# Finding a minimum spanning tree with only white edges (if exists) in a graph with black and white edges

I have recently been doing some research into algorithms for finding minimum spanning trees in graphs, and I am interested in the following problem:

Let $G$ be an undirected graph $G=(V, E)$, $c(e)$ is black or white for each edge $e$ and weights $1\leq W(e)\leq 100$ for each $e$.

I want to find if we have a minimum spanning tree with only white edge in graph $G$.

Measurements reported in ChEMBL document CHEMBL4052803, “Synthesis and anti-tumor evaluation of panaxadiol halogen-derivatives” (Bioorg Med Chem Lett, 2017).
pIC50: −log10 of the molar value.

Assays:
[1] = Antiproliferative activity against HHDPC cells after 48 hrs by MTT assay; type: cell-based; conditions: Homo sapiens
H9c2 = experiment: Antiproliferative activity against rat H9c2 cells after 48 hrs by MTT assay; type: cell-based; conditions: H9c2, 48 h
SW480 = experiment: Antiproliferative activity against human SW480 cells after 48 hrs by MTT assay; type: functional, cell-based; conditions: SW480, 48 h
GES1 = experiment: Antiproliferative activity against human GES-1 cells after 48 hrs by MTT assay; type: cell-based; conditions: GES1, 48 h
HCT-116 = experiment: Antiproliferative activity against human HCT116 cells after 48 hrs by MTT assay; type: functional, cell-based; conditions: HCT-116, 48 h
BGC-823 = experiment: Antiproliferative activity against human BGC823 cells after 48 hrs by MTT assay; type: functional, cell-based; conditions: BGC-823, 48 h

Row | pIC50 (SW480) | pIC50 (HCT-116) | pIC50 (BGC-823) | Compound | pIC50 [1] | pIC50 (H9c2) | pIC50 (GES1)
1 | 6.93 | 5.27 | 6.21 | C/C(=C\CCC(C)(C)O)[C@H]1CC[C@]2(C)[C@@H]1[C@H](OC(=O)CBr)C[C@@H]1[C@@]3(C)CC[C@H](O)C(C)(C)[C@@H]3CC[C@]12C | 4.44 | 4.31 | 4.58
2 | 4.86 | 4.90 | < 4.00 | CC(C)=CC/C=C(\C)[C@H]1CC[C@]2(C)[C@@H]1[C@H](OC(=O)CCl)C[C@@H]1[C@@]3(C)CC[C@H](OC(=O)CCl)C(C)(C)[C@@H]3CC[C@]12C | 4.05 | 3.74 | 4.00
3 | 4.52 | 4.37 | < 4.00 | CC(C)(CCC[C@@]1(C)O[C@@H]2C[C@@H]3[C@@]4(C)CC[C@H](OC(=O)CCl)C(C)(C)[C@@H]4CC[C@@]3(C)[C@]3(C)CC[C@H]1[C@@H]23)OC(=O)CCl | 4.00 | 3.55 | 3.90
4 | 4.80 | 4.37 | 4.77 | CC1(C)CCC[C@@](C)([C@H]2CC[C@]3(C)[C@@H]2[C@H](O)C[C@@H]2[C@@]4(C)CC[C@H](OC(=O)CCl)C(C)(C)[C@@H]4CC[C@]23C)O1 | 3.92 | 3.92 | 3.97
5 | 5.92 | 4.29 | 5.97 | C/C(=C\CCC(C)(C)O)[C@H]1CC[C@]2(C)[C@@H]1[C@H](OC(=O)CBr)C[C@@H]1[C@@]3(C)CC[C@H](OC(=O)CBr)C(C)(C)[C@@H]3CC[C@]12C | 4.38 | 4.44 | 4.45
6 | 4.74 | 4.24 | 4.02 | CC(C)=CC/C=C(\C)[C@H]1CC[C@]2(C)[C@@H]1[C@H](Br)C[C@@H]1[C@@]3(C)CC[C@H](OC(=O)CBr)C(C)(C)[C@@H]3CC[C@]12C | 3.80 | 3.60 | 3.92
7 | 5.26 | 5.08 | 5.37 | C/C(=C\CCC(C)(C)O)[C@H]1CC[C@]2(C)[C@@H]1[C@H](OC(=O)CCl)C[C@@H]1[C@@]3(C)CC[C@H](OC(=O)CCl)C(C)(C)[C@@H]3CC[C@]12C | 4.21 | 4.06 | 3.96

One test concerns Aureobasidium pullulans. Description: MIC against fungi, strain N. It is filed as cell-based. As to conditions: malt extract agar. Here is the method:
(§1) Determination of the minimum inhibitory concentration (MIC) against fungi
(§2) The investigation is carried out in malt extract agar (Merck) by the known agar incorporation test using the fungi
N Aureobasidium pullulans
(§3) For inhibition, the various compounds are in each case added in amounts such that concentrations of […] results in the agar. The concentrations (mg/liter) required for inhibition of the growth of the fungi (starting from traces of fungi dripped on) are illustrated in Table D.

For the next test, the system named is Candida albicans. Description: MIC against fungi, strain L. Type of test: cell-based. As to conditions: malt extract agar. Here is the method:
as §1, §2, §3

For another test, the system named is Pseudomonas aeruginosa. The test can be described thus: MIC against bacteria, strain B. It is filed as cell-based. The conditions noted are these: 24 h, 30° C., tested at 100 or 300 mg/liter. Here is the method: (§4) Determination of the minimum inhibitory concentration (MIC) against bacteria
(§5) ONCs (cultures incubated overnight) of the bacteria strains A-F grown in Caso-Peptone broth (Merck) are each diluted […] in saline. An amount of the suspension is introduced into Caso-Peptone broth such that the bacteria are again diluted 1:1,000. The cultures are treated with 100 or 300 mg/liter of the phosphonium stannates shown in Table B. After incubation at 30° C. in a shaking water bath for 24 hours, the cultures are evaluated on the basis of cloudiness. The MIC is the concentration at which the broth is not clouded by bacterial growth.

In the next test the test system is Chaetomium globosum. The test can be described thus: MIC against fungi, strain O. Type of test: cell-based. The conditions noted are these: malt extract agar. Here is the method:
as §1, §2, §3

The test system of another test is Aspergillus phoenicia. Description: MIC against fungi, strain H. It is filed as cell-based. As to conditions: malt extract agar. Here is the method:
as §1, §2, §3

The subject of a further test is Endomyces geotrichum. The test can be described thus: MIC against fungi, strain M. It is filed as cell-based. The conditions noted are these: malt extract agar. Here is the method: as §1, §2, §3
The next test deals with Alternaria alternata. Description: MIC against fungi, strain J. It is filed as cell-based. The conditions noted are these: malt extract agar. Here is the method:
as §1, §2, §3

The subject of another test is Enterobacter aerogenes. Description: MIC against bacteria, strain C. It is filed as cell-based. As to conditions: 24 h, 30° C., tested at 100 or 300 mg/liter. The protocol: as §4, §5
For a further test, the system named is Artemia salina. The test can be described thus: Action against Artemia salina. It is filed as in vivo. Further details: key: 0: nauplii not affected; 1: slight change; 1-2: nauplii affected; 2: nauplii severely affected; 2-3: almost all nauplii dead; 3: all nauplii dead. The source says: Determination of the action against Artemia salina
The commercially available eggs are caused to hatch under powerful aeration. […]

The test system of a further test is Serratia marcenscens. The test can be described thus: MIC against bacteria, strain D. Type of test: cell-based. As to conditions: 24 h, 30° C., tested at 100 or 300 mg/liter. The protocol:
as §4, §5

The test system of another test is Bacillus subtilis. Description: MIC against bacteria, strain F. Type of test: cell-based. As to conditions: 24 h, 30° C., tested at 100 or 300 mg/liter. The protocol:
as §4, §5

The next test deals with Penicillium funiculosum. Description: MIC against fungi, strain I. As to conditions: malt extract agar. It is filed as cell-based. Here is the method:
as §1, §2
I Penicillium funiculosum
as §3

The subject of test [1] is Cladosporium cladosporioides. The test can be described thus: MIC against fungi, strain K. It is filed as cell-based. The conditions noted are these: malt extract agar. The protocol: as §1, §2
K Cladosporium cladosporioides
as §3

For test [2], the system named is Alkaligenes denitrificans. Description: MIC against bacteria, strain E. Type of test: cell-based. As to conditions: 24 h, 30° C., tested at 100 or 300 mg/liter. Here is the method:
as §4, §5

My solution is to give each white edge $0$ weight and run Prim's algorithm. We will add to a new parameter $w=0$ the weight of each edge that we adding to the minimum spanning tree. After the end of running prim's algorithm, we will check if ($w>0$) return false, else return true.

Is it can work? Is there something more efficient?

Thanks

Just remove all of the black edges from the graph and run a normal Prim algorithm, the black edges are useless. (in other words, disregard black edges, treat black edges the same way you treat non-existent edges).

• PS:I use kruskal most times, instead of Prim. – Jorge Fernández Hidalgo Jan 21 '17 at 16:28